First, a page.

Template System

My website's layout & design is completely abstracted from the content. The layout is contained in a single file, which may be easily replaced by another layout and the change will automatically be reflected across all the pages which utilize that layout. Here I will demonstrate how it works.

To start with, there are two primary functions, named starttemplate and stoptemplate. They are contained in a file named template.php which is included at the top of every page on this site.

The function starttemplate takes two parameters, the first one tells the template engine which layout file to use (there may be multiple layouts to chose from), and the second one is an associative array (hash) which contains variables for the layout such as the title and description for the page.

starttemplate is called immediately after including template.php. Then the page's content follows. At the end of the page, stoptemplate is called, which finishes the job.

This is what a sample page would look like which uses the template engine. Let's call this sample_page.php:

sample_page.php

<?php
 include('template.php');
 starttemplate('default',
       array('TITLE'=>"a title",
       'DESCRIPTION'=>"a description"));
?>

blahblahblah... content goes here.<br>

<?php
 stoptemplate();
?>


As you can see this greatly simplifies the page. Now, there is nothing in the page which describes the layout.

Here is template.php, the part that does all the work:

template.php

<?php

 // A simple template engine.
 // (c) 2004 Jayson King.

 function starttemplate($template, $pageinfo) {
  global $pagelayout;
  ob_start();
  include('template-'.$template.'.php');
  $pagelayout = ob_get_contents();
  ob_end_clean();
  while(list($key, $val) = each($pageinfo)) {
   $pagelayout = ereg_replace('{'.$key.'}', $val, $pagelayout);
  }
  ob_start();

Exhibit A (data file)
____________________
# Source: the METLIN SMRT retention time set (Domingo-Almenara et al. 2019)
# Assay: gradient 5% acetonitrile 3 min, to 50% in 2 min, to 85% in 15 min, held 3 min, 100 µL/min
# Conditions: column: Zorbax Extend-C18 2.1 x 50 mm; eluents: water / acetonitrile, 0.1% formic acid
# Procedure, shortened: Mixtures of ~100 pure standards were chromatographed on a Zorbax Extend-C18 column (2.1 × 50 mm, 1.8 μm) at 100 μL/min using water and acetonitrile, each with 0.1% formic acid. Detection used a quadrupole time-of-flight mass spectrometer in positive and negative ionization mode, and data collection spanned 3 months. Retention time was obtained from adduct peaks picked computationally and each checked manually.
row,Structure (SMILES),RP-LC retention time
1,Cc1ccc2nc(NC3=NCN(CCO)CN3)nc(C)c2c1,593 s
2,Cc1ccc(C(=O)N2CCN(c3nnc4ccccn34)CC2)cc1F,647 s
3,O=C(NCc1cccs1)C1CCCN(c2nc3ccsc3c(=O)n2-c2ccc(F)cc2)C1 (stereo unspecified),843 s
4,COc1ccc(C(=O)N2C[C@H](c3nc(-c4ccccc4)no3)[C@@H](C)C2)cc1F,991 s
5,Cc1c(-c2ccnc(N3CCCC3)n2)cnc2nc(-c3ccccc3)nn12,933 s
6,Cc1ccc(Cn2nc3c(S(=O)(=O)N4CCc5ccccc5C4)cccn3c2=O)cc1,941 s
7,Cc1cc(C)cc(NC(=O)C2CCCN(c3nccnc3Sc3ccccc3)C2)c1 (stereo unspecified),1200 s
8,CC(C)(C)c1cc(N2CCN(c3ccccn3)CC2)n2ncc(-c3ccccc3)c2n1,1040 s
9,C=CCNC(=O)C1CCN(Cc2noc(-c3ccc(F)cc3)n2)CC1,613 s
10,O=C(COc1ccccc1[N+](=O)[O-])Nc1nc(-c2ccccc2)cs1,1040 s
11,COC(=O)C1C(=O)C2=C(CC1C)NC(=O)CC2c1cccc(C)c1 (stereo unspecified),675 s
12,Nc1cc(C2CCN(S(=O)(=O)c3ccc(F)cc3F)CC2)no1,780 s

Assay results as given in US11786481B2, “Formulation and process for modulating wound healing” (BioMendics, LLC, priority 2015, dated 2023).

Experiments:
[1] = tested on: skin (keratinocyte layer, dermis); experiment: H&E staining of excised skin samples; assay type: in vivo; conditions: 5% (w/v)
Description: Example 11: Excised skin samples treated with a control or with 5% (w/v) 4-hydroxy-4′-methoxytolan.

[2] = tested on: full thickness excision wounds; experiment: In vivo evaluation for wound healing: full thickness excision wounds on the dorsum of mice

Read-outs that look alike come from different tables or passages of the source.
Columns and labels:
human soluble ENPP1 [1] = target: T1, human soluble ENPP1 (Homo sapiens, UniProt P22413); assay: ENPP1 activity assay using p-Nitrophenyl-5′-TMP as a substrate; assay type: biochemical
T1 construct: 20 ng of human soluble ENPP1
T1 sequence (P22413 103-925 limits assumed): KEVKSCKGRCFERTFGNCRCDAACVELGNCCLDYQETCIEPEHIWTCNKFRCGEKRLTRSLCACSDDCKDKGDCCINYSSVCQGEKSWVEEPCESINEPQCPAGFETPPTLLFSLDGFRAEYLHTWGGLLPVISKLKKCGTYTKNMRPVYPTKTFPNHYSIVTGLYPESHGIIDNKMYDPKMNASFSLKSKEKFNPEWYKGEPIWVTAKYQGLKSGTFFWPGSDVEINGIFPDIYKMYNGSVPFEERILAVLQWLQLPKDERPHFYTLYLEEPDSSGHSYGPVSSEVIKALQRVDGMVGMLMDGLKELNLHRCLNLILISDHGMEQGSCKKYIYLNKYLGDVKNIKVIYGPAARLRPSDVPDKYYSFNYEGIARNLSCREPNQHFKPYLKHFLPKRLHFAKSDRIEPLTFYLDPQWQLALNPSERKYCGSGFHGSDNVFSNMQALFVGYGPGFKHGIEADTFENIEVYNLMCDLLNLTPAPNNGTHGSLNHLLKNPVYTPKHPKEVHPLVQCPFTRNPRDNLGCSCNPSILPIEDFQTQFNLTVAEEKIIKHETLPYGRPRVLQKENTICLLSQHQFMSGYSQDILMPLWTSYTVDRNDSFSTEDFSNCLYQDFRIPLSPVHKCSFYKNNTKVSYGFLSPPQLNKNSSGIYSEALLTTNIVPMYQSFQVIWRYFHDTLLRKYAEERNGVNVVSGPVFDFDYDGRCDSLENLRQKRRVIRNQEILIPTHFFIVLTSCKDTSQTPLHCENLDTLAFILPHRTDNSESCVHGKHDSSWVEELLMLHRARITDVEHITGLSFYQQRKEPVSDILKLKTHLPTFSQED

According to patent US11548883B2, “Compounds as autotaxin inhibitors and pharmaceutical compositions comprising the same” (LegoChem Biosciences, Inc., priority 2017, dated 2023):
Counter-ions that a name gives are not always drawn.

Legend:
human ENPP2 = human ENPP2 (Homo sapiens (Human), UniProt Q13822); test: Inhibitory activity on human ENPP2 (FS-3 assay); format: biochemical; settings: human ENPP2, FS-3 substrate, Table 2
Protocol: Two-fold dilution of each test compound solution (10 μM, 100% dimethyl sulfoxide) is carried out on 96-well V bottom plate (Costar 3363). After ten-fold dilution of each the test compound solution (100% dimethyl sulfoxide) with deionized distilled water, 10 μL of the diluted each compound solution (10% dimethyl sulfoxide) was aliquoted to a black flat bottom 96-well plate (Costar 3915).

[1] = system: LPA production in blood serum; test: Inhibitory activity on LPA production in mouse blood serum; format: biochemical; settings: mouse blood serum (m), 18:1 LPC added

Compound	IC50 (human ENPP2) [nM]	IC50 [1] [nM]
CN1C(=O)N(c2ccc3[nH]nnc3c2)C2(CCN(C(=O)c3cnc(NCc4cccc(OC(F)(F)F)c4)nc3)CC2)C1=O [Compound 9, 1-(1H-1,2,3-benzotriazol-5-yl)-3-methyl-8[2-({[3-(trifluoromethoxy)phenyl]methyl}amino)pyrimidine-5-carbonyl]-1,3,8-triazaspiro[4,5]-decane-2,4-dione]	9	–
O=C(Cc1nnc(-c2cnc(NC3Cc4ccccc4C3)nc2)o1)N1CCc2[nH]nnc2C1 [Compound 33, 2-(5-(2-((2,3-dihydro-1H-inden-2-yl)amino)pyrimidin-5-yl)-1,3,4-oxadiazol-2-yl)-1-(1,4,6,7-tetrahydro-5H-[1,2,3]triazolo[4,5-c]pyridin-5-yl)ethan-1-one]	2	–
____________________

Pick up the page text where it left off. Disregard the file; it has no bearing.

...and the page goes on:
}
 function stoptemplate() {
  global $pagelayout;
  $newcontent = ob_get_contents();
  ob_end_clean();
  $pagelayout = ereg_replace('{CONTENT}', $newcontent, $pagelayout);
  echo $pagelayout;
 }
?>


starttemplate first declares $pagelayout as a global, since it will need to be available in stoptemplate. Then it starts an output buffer which will be used to collect the contents of the layout (I chose to do it this way so that the layout may contain not only HTML but also some PHP which may output dynamic content. This is more flexible than simply opening and reading a pure HTML layout).

Then the layout file is included. Layout filenames start with 'template-' to differentiate them from other files, and also to prevent other files from being mixed in and treated as layout files.

After the layout is included, the contents of the buffer are fetched and stored in $pagelayout. Then the buffer is cleared.

Then there is a while loop which replaces certain keywords in the layout with those values found in the hash. For example, {TITLE} is replaced by the title that was specified in the hash.

After all of that, a new output buffer is opened that will collect the page's content.

As for stoptemplate, all it does is fetch the contents of the buffer last opened by starttemplate, and puts it in place of {CONTENT} in the layout, then echos the whole thing to the client.

And here is what a layout file would look like. It is mostly a normal HTML file (but which may also contain PHP) and has some variable placeholders. Let's call this template-default.php:

template-default.php

<html>
 <head>
  <title>{TITLE}</title>
  <meta name="description" content="{DESCRIPTION}">
 </head>
 <body>
  <img src="images/title.jpg"><br>
  (something like a menu can go here)
   {CONTENT}
  <img src="images/footer.jpg"><br>
 </body>
</html>



This is an over-simplified layout but you get the point. The layout doesn't contain any part of the content, it is completely separate.

The final version of the page after it has been fully processed will look something like this. This is what will be sent to the client:

<html>
 <head>
  <title>a title</title>
  <meta name="description" content="a description">
 </head>
 <body>
  <img src="images/title.jpg"><br>
  (something like a menu can go here)

blahblahblah... content goes here.<br>

  <img src="images/footer.jpg"><br>
 </body>
</html>



(Only the colored parts are what came from the original page. The rest came from the layout. The text in red highlights the parts of the layout that were changed to reflect the page's options, and the text in green represents the text that was inserted in place of {CONTENT})

Compare this output to the original page (the top code box).

You may think of other ways to expand this template system to add more functionality and flexibility, but I've found this to be a fairly decent way to maintain a website.

That's all there is to it! I hope you have found it to be useful! If you have any questions or comments, please email me.

You may use this system on your own website, but please leave the copyright notice in template.php, and a link to my website would be greatly appreciated.
Copyright © 2003-2004 Jayson King. All rights reserved.